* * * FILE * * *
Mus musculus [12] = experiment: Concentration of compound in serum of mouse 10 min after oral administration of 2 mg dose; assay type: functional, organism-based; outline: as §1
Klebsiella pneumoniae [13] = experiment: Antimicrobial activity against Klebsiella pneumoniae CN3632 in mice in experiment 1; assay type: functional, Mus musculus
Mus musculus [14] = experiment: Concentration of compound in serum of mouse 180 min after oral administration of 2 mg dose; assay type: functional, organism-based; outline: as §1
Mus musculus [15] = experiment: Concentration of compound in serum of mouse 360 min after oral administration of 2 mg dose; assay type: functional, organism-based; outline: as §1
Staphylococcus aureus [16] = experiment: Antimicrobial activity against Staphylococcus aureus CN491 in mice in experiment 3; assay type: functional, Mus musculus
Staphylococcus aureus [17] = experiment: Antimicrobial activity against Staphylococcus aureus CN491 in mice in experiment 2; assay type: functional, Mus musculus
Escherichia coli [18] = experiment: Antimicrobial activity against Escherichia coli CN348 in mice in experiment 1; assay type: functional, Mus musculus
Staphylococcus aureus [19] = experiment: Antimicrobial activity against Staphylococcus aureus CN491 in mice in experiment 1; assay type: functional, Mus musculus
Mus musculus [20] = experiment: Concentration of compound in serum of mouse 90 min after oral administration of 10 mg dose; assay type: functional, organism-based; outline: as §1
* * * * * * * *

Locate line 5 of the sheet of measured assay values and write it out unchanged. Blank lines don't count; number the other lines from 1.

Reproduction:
Staphylococcus aureus [16] = experiment: Antimicrobial activity against Staphylococcus aureus CN491 in mice in experiment 3; assay type: functional, Mus musculus